The glycemic index, or GI, was developed to help people better understand how carbohydrate-containing foods influence blood sugar levels. Consuming high-glycemic index foods results in a sharp rise in your blood sugar levels and is associated with obesity, Type 2 diabetes, cardiovascular diseases and certain cancers. On the opposite end, low-glycemic index foods can help you keep your blood sugar levels more stable after eating, which is associated with a healthier body weight and improved blood cholesterol and blood sugar levels.
The GI value of food is measured by first giving volunteers a dose of 50 grams of pure glucose, which is assigned a GI value of 100, and measuring their blood sugar response over two hours. A serving providing 50 grams of available carbohydrates of the food to be tested is then given to volunteers, and their blood sugar levels are tested over a two-hour period. The GI value of a food corresponds to the increase in the blood sugar levels it induces compared with glucose. For example, if the blood sugar level increase of white bread corresponds to 70 percent of the response seen with pure glucose in these volunteers, white bread will be given a GI value of 70.
An ounce of cheddar cheese contains only 0.4 gram of carbohydrates, which makes it impossible to measure its GI value. Volunteers would have to ingest 7.8 pounds to get the 50 grams of carbohydrates required to do the test. However, it is safe to say that because cheese has such a low carbohydrate content, it shouldn't significantly influence your blood sugar levels. The GI value of cheese should correspond to zero, making it a good food to include in your low-glycemic-index diet.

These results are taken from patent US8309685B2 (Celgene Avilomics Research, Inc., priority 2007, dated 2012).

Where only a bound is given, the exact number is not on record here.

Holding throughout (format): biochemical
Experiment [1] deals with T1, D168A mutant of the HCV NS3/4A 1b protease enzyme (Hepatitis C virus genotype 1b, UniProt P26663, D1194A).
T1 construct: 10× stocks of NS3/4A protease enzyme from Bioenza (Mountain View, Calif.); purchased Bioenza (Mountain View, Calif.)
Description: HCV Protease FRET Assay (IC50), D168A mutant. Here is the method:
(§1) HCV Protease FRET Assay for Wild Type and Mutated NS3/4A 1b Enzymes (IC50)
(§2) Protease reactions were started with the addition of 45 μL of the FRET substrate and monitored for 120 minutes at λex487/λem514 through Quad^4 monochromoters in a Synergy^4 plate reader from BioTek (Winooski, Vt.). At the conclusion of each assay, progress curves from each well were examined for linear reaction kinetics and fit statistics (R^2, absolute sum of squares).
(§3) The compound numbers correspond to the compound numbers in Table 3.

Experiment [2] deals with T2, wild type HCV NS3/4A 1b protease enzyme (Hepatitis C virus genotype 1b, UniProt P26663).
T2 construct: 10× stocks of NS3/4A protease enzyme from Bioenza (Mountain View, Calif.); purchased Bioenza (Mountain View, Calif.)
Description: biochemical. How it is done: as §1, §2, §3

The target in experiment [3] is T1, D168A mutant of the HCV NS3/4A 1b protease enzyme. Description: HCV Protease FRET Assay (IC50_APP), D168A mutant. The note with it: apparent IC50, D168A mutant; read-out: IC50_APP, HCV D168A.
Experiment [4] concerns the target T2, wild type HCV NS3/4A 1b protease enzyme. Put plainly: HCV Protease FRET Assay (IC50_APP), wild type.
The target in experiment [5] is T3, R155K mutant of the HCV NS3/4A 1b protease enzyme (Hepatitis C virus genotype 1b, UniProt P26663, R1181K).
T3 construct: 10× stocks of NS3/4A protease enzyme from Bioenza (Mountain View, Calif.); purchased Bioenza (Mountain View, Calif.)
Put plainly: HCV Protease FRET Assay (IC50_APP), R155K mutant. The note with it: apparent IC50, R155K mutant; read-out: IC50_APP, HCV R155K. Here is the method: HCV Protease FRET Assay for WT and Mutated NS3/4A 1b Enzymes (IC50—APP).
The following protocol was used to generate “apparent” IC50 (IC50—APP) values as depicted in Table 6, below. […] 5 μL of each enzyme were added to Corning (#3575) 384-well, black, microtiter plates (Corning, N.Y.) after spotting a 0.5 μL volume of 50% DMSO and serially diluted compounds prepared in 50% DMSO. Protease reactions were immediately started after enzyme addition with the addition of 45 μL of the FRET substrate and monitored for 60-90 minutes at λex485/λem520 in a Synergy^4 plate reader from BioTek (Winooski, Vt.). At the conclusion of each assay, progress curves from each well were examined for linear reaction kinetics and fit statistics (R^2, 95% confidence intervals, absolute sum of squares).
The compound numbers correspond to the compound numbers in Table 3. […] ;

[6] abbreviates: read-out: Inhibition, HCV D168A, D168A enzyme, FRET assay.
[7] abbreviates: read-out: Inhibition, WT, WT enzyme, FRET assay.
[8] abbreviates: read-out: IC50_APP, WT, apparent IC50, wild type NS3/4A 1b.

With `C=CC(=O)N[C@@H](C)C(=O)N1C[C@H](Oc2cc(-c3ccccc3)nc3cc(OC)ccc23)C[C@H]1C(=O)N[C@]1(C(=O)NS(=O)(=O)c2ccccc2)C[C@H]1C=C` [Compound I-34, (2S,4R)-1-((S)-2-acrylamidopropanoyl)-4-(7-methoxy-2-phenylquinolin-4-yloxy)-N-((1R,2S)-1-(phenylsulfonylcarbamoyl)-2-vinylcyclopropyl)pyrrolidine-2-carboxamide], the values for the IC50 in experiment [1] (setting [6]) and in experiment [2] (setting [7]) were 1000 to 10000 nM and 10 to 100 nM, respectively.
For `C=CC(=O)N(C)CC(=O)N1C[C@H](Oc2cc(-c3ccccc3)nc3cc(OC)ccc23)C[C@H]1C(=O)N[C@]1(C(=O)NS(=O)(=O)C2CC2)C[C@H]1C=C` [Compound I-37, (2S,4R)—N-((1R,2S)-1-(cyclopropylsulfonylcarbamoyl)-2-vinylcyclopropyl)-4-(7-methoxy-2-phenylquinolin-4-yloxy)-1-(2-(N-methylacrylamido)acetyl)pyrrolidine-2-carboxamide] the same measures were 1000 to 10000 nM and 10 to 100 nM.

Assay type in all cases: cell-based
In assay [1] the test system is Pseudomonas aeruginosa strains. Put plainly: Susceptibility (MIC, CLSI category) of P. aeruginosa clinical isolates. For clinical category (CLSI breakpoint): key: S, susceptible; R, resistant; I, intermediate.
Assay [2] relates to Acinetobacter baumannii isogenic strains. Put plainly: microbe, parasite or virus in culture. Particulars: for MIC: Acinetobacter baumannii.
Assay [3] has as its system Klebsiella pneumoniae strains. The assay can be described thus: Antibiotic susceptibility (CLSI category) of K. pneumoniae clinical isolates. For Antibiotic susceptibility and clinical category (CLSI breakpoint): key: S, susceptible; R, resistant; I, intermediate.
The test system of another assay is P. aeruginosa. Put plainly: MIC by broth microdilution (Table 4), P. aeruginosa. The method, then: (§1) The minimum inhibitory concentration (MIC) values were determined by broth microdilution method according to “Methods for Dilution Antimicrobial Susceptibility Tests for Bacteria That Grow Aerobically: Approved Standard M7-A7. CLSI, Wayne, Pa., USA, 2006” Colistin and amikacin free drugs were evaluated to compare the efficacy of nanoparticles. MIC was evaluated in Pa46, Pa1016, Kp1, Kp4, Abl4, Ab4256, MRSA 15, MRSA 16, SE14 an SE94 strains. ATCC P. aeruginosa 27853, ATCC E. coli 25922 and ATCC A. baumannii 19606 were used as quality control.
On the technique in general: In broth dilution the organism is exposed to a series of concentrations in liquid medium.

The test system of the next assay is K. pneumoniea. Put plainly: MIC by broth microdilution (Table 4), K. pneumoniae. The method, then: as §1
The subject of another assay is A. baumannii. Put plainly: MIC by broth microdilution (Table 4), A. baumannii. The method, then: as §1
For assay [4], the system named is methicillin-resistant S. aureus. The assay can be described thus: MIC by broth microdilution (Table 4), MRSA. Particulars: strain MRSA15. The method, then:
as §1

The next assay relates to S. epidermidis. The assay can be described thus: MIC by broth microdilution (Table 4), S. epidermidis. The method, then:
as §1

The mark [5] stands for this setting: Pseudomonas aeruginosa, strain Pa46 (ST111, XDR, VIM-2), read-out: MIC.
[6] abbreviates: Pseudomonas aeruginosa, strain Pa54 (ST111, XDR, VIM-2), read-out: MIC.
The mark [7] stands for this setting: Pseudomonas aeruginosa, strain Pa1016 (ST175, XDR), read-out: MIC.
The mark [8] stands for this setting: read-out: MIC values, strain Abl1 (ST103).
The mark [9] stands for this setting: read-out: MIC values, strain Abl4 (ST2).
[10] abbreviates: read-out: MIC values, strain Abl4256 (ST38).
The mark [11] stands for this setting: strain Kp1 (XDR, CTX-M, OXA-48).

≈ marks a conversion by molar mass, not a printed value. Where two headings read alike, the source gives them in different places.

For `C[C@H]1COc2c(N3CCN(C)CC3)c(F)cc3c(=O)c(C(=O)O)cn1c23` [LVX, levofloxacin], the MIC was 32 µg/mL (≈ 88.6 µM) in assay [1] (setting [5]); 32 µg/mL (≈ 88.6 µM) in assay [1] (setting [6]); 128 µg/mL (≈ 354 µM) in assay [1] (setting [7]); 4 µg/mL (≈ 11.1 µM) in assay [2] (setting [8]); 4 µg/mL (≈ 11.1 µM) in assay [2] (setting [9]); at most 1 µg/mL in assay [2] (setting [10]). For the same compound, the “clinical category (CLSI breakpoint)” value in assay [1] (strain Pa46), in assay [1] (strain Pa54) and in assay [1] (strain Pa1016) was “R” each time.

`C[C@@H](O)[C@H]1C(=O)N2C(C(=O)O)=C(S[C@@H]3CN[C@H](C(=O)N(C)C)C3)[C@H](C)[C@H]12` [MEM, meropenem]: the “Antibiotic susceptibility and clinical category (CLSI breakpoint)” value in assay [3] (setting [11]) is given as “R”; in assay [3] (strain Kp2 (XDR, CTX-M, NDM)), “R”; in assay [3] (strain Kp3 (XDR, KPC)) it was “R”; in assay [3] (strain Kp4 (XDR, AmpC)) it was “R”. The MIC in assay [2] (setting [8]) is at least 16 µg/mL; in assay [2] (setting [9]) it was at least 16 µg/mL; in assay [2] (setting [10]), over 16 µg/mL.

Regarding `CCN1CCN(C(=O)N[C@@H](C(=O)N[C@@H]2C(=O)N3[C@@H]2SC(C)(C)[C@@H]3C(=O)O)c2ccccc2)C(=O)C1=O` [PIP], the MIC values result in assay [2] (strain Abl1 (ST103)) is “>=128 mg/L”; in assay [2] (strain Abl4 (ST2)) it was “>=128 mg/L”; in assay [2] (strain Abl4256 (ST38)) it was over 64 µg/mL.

Other foods with a very low carbohydrate content, such as meat, eggs, avocado and salad vegetables, are in the same situation. The glycemic index is only designed to measure the glycemic response following the consumption of carbohydrate-containing foods. Considering the lack of carbohydrates in these foods, their GI can be estimated to be zero, or very close to zero, making these foods suitable for a low-glycemic-index diet.
Cheese can be paired with many low-glycemic-index foods to enhance the taste and diversity of your low-glycemic diet. For example, you can add cheese to a mushroom frittata at breakfast, serve cheese with a vegetable soup or salad at lunch, enjoy cheese with an apple, grapes or nuts for a snack or sprinkle cheese over your whole-grain pasta for dinner. All these foods have low GI values and can be part of your healthy low-glycemic meal plan.
- food ingredients image by NiDerLander from Fotolia.com
This article reflects the views of the writer and does not necessarily reflect the views of Jillian Michaels or JillianMichaels.com.